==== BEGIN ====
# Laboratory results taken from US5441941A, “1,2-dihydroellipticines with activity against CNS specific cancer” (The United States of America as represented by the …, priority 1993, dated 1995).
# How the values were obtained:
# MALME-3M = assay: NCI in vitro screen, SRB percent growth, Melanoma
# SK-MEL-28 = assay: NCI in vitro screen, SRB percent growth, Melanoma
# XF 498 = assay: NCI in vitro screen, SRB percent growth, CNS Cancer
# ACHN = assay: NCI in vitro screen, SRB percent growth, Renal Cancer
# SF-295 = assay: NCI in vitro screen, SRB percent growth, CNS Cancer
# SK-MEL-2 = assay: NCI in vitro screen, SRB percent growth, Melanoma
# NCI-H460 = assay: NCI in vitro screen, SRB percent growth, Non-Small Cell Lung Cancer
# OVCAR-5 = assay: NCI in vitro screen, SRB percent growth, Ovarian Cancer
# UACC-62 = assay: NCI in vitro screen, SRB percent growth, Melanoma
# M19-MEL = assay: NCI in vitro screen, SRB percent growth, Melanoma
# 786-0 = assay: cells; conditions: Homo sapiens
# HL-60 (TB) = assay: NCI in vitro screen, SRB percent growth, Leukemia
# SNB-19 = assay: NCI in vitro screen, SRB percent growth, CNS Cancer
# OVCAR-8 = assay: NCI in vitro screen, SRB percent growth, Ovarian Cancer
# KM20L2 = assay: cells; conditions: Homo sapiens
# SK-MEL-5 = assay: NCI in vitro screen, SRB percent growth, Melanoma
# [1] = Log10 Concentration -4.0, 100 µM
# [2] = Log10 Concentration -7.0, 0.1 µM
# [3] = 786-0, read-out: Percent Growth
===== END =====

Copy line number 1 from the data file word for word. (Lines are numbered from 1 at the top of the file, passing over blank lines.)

# Laboratory results taken from US5441941A, “1,2-dihydroellipticines with activity against CNS specific cancer” (The United States of America as represented by the …, priority 1993, dated 1995).